The RC-701 remote control leaves nothing to be desired. As mentioned, the unit can control up to 4 CD-701's. With the RC-701 you have elaborate programming ability. This would come in handy if sev­eral units were used on the air in a some­what automated situation. There is even the option to control the RC-701 by com­puter to further automate the system. The SEARCH/PITCH wheel is used to locate cue points in the SEARCH mode. The accuracy here is adjustable from 74 frames per revolution of the wheel to about 30 seconds per revolution in the SEARCH FAST mode. If you spin the wheel fast, the amount of time per revolu­tion is reduced consider­ably. The other function of the SEARCH/­PITCH wheel is, of course, the variable pitch function, plus or minus 6%.

The RC-701 features dual output modes, the MONITOR mode and the ON LINE mode. The MONITOR mode is used for cuing, audi­tioning, searching, etc., and its output is separate from the ON LINE output. The ON LINE mode activates the XLR out­puts of the CD player. For use on the air, the dual out­puts make it possible to cue up music and audition intros in the MONITOR mode, which mutes the XLR out­puts. The MONI­TOR output is an unbal­anced output and can be connected to a cue amp. Once you have a selection cued, you simply hit the READY button, the unit goes ON LINE, and the XLR outputs are hot. In a produc­tion environment, an internal jumper in the CD player will make the XLR outputs hot all the time. This avoids hav­ing to switch the unit ON LINE to get audio to your console.

The large red LED display on the RC-701 gives you all the information you could want. To begin with, there are two sets of readouts, one for the unit ON LINE and the other for the unit in the MONITOR mode. In effect, you have two identical displays with the exception that the ON LINE display does not have a frame indicator. Other­wise, each display has indicators to tell you which UNIT has been selected, a track indicator, an index indicator, and a pitch indicator. The TIME indicators track min­utes and seconds (plus frames in MONITOR mode) in one of four ways. By hitting the DISPLAY buttons, you can alternate bet­ween each of these four modes. In mode one, the display gives you the number of tracks on the CD and the total playing time of the entire CD. In mode two, the display tracks the actual playing time. In mode three, you get the remaining time of the current track. If the unit is cued to the beginning of the track and in the PAUSE mode, the time reflected is the total time of the track. Once you hit PLAY, the indica­tors begin counting back to reflect remain­ing time. In mode four, you get the total remaining time on the entire CD from the position currently selected. The functions of each display can be selected independently, so you can watch actual playing time on one side while the other display counts down remaining time.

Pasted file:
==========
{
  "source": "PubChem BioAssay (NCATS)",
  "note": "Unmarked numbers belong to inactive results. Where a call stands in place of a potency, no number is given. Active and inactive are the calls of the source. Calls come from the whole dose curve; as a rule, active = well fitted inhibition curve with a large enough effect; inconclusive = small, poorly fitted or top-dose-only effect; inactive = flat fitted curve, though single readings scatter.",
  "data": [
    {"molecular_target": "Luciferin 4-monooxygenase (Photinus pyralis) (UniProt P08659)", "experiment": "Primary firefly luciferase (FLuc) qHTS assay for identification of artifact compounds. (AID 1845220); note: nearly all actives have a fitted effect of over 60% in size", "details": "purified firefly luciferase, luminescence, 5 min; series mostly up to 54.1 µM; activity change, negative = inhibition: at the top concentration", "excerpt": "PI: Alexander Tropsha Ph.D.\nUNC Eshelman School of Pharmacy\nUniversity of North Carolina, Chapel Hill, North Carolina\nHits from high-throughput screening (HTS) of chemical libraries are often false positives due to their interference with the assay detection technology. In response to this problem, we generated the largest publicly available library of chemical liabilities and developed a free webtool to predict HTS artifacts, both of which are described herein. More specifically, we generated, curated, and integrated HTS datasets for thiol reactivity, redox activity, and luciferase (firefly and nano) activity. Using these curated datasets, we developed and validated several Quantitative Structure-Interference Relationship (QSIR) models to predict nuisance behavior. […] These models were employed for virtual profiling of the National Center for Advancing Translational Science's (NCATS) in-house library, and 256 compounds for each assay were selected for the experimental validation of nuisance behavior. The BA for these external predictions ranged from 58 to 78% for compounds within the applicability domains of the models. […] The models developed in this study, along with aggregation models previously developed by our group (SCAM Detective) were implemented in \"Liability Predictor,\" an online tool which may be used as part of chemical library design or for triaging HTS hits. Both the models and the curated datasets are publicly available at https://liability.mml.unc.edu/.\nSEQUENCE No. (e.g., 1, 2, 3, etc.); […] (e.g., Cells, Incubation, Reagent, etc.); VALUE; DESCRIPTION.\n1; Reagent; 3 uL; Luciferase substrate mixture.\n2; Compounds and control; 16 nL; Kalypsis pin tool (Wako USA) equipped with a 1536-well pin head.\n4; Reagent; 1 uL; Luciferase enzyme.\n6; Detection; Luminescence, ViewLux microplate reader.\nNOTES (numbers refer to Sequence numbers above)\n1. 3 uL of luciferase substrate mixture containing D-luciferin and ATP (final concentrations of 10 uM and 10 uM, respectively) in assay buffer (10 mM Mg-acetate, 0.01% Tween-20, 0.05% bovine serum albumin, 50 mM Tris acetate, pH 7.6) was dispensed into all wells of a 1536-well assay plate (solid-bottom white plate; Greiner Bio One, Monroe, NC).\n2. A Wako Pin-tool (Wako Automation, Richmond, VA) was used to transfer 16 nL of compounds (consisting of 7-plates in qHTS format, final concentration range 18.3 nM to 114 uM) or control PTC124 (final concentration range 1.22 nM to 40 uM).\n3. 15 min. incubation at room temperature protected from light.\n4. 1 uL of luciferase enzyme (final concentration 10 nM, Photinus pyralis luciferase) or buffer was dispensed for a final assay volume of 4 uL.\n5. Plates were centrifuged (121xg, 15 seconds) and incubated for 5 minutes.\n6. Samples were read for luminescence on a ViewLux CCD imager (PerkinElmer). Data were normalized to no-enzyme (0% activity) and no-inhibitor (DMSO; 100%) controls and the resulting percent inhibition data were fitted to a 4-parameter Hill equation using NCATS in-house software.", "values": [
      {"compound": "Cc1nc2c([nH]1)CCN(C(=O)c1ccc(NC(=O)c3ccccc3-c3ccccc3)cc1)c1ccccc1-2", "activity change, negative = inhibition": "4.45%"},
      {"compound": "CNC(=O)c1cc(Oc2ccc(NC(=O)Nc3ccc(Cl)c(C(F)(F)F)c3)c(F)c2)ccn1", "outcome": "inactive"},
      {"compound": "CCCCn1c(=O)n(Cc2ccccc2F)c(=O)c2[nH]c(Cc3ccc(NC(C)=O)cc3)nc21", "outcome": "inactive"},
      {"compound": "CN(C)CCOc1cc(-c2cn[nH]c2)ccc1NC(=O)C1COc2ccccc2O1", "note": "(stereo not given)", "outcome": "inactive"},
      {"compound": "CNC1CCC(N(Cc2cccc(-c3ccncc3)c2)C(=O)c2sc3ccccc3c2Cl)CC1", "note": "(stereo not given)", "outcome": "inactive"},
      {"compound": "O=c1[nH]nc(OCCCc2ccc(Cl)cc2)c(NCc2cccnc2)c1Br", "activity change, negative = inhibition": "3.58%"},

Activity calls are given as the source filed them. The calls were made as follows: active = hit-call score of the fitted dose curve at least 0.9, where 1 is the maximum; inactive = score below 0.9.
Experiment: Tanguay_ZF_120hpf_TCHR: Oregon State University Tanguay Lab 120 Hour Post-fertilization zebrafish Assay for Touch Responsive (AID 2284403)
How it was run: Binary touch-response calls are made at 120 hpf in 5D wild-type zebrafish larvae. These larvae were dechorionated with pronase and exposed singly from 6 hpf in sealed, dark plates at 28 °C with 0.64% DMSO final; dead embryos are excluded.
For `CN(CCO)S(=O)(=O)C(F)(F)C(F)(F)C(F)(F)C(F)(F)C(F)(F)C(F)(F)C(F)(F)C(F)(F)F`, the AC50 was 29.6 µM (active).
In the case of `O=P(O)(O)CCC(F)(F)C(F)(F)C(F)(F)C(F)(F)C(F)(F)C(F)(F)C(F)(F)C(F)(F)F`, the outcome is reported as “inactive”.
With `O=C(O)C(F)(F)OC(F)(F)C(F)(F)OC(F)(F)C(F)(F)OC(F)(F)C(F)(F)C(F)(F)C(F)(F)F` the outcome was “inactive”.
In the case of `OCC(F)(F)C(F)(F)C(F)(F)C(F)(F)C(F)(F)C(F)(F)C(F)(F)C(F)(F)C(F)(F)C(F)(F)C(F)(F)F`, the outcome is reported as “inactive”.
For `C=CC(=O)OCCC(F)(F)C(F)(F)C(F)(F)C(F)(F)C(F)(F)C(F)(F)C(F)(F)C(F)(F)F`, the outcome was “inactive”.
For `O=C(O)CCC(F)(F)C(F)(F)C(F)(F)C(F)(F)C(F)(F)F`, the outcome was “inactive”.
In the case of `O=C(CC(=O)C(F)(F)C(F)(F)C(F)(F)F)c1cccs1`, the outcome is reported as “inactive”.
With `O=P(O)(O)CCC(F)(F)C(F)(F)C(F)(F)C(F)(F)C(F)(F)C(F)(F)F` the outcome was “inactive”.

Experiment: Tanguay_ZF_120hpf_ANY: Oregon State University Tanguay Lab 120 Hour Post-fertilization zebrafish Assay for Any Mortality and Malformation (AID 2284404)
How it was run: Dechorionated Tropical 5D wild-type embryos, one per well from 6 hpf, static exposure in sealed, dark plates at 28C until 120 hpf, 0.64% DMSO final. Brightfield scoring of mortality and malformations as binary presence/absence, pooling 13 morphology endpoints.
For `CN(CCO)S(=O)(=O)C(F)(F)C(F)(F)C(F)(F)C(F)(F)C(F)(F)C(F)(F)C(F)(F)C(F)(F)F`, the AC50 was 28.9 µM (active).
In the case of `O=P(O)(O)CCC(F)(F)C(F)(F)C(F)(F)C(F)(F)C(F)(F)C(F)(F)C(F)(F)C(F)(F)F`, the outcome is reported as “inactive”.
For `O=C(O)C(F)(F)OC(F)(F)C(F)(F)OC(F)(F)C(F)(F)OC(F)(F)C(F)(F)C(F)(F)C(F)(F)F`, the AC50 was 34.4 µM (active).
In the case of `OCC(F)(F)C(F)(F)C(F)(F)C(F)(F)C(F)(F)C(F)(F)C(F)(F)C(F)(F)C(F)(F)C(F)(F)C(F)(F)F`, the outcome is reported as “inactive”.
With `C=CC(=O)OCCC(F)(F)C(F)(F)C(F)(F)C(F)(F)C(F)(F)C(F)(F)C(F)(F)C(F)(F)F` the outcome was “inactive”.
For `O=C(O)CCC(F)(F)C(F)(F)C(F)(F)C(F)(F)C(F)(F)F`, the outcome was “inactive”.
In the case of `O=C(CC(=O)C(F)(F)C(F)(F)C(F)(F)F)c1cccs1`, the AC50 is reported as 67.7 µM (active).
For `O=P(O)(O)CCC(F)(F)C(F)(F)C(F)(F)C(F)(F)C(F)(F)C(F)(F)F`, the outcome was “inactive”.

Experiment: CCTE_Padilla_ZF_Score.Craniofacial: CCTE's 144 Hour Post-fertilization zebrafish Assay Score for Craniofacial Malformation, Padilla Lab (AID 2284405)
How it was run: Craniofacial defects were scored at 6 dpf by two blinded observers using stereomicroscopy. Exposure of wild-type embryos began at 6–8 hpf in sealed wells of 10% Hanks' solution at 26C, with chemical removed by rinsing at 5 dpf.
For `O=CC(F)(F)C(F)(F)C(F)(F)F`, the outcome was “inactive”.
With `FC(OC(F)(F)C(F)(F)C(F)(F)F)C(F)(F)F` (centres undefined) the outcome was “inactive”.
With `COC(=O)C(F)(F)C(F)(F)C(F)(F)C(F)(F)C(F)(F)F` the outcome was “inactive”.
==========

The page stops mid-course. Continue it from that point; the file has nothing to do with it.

Everything considered, we were quite impressed with this pair from Tascam. If you're going to use it for production, the BU-1 RAM buffer is a must! Don't forget it. The ability to make "gapless" continuous loops from a CD with a CD player is some­thing we haven't seen up to this point. This particular function has great pos­sibilities with short sound effects and synthesizer zaps; Creating interesting pul­sating beds becomes an easy task. This is a feature we can prob­ably expect to see more of in future CD players as manufac­turers begin to put a greater value on applications in the pro­duction room as well as the on-air studio. Hats off to Tascam for an impressive effort at taking care of both studios of a radio station!